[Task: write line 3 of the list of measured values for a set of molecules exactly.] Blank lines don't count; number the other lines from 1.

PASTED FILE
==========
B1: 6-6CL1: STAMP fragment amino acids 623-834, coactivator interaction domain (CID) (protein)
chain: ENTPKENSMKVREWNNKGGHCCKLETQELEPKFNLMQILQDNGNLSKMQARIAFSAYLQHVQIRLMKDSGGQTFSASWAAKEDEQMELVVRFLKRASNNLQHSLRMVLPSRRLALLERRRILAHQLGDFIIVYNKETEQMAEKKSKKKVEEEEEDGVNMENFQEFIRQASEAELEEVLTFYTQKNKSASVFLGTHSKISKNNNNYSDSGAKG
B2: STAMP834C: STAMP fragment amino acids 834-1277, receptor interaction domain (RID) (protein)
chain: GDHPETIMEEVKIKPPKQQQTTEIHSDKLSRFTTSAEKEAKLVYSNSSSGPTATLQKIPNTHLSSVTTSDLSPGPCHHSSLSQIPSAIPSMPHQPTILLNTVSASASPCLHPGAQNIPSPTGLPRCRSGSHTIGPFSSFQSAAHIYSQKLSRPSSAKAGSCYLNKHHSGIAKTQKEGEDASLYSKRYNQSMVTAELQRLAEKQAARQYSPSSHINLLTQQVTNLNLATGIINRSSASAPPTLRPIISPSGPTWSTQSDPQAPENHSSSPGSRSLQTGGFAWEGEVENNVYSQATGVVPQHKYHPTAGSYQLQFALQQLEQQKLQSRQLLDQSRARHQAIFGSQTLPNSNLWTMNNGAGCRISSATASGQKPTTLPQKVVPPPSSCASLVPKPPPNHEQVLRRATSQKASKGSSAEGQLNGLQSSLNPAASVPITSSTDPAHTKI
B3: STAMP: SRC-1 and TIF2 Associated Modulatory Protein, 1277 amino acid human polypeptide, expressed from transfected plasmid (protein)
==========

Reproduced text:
B2: STAMP834C: STAMP fragment amino acids 834-1277, receptor interaction domain (RID) (protein)